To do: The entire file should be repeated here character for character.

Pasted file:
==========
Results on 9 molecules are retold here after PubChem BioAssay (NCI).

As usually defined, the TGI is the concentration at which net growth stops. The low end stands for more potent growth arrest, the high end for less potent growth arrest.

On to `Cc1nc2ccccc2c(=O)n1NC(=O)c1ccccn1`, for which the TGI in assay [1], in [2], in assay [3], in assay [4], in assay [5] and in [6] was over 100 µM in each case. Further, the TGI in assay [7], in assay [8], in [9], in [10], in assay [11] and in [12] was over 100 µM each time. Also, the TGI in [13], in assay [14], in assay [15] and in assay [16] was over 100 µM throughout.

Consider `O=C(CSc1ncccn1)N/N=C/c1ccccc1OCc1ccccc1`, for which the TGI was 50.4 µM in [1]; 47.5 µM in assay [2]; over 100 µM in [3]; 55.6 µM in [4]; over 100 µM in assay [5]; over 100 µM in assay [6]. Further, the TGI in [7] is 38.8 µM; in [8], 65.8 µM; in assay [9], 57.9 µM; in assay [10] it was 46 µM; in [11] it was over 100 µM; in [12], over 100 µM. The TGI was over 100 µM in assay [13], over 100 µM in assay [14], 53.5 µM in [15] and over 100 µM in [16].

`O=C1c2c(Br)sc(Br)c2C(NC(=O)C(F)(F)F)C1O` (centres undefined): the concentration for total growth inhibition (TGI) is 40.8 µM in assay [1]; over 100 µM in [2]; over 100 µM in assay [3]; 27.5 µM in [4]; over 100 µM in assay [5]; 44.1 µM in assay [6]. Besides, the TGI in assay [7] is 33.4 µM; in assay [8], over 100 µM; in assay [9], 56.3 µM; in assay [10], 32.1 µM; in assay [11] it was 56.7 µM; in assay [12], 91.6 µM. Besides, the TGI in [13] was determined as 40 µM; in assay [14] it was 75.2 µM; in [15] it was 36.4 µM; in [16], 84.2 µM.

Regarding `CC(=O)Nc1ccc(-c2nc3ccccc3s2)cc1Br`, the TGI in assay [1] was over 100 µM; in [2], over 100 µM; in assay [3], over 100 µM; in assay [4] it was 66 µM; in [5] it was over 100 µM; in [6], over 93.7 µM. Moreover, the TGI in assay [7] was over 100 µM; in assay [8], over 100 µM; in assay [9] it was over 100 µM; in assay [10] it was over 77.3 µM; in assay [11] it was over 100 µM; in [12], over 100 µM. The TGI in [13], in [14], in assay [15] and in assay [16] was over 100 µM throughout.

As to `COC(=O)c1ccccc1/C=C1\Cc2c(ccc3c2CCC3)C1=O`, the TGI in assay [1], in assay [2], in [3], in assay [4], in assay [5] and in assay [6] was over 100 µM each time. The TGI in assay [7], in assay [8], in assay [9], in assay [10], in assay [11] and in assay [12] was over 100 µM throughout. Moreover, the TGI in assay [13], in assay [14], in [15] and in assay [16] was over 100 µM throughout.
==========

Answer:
Results on 9 molecules are retold here after PubChem BioAssay (NCI).

As usually defined, the TGI is the concentration at which net growth stops. The low end stands for more potent growth arrest, the high end for less potent growth arrest.

On to `Cc1nc2ccccc2c(=O)n1NC(=O)c1ccccn1`, for which the TGI in assay [1], in [2], in assay [3], in assay [4], in assay [5] and in [6] was over 100 µM in each case. Further, the TGI in assay [7], in assay [8], in [9], in [10], in assay [11] and in [12] was over 100 µM each time. Also, the TGI in [13], in assay [14], in assay [15] and in assay [16] was over 100 µM throughout.

Consider `O=C(CSc1ncccn1)N/N=C/c1ccccc1OCc1ccccc1`, for which the TGI was 50.4 µM in [1]; 47.5 µM in assay [2]; over 100 µM in [3]; 55.6 µM in [4]; over 100 µM in assay [5]; over 100 µM in assay [6]. Further, the TGI in [7] is 38.8 µM; in [8], 65.8 µM; in assay [9], 57.9 µM; in assay [10] it was 46 µM; in [11] it was over 100 µM; in [12], over 100 µM. The TGI was over 100 µM in assay [13], over 100 µM in assay [14], 53.5 µM in [15] and over 100 µM in [16].

`O=C1c2c(Br)sc(Br)c2C(NC(=O)C(F)(F)F)C1O` (centres undefined): the concentration for total growth inhibition (TGI) is 40.8 µM in assay [1]; over 100 µM in [2]; over 100 µM in assay [3]; 27.5 µM in [4]; over 100 µM in assay [5]; 44.1 µM in assay [6]. Besides, the TGI in assay [7] is 33.4 µM; in assay [8], over 100 µM; in assay [9], 56.3 µM; in assay [10], 32.1 µM; in assay [11] it was 56.7 µM; in assay [12], 91.6 µM. Besides, the TGI in [13] was determined as 40 µM; in assay [14] it was 75.2 µM; in [15] it was 36.4 µM; in [16], 84.2 µM.

Regarding `CC(=O)Nc1ccc(-c2nc3ccccc3s2)cc1Br`, the TGI in assay [1] was over 100 µM; in [2], over 100 µM; in assay [3], over 100 µM; in assay [4] it was 66 µM; in [5] it was over 100 µM; in [6], over 93.7 µM. Moreover, the TGI in assay [7] was over 100 µM; in assay [8], over 100 µM; in assay [9] it was over 100 µM; in assay [10] it was over 77.3 µM; in assay [11] it was over 100 µM; in [12], over 100 µM. The TGI in [13], in [14], in assay [15] and in assay [16] was over 100 µM throughout.

As to `COC(=O)c1ccccc1/C=C1\Cc2c(ccc3c2CCC3)C1=O`, the TGI in assay [1], in assay [2], in [3], in assay [4], in assay [5] and in assay [6] was over 100 µM each time. The TGI in assay [7], in assay [8], in assay [9], in assay [10], in assay [11] and in assay [12] was over 100 µM throughout. Moreover, the TGI in assay [13], in assay [14], in [15] and in assay [16] was over 100 µM throughout.